Bill Nye’s Kickstart-funded LightSail project has been temporarily halted, after the prototype satellite experienced a computer malfunction during its lower Earth orbit. The solar sail spacecraft launched just last week, and was backed by The Planetary Society, Nye’s organization. The mission for the spacecraft was to use energy solely from the sun to power its motion through space. Currently, communication between the LightSail and Earth has stopped.
The LightSail’s original mission: an experiment for solar sails
Just last week, the LightSail was launched atop the Atlas V rocket at Cape Canaveral, in Florida. The solar sail aircraft included a CubeSat equipped with a 344-square-foot mylar sail, which served to detect invisible, accelerating particles expelled from the sun. The solar “wind” would theoretically and physically work like the wind at sea, where the boat’s sails are used to propel the ship forward. The solar sail would be “pushed” through space by the force of solar wind.
However, the primary goal of the mission was to see if the sails on the LightSail could successfully expand in space. The deployment of the sails was scheduled to happen much later, only after a series of data “chirps” were sent back consistently to Earth, indicating the position of the spacecraft and other important information. Flight controllers have received successful chirps for two consecutive days, but over the weekend, the satellite stopped sending signals.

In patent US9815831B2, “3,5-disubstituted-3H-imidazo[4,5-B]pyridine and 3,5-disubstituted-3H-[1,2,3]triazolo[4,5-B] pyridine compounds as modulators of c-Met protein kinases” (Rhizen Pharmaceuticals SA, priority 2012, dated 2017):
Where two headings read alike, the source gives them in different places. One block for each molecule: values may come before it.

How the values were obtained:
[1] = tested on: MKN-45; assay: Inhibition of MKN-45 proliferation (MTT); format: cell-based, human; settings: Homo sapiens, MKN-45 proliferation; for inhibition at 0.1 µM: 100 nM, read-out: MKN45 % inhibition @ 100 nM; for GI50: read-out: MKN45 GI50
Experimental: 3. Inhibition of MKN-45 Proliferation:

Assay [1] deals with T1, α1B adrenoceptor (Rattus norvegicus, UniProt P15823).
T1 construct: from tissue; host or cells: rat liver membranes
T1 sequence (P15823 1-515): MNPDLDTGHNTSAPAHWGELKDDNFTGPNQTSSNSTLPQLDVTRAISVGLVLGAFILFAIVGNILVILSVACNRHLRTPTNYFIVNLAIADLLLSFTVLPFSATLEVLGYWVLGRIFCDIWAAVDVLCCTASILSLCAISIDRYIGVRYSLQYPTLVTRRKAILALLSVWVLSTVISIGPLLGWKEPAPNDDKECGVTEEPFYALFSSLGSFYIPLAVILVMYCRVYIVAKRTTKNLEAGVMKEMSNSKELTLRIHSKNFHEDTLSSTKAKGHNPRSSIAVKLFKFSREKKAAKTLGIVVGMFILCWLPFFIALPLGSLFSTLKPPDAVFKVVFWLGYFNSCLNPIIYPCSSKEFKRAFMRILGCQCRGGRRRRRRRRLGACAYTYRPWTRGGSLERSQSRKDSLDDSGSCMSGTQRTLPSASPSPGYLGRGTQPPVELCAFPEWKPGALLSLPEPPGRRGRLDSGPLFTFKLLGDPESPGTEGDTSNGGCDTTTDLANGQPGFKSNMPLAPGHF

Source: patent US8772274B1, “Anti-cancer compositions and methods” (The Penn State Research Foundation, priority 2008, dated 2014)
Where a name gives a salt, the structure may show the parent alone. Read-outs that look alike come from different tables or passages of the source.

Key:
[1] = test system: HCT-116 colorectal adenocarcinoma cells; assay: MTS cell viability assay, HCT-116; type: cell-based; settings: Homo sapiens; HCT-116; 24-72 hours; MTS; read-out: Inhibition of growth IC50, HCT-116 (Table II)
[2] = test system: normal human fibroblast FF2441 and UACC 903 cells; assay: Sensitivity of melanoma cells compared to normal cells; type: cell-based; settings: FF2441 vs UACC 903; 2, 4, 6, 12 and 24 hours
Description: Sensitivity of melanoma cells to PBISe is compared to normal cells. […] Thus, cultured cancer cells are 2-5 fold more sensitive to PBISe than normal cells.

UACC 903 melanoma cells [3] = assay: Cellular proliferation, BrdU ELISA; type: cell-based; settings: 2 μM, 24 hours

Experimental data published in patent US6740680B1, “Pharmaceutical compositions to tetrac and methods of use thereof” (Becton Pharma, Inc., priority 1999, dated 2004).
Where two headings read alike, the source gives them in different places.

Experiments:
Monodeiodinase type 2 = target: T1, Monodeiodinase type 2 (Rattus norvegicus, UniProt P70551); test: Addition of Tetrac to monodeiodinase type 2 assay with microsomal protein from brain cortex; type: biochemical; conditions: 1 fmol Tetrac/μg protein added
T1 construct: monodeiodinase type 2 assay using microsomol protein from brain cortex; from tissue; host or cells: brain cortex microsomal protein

What next for Bill Nye’s LightSail?
The scientists monitoring the solar sail’s behavior have deduced that the satellite’s Linux-based software system ultimately couldn’t contain the size of the data emitted by the chirps sent to Earth. The more beacons transferred via the chirps, the larger the file size would grow. When the file reaches a size of 32 megabytes, the flight system could have reached maximum capacity and crashed.
The team at the Planetary Society has to unfortunately put the LightSail mission on hold until they can fix this technical issue. Currently, scientists are hoping to reboot the system, by giving it commands every time the spacecraft passes a ground control station. They’re also hoping that charged particles in space will strike an electrical component on the LightSail and help “wake it up.” For the time being, it seems, the solar sail spacecraft remains frozen.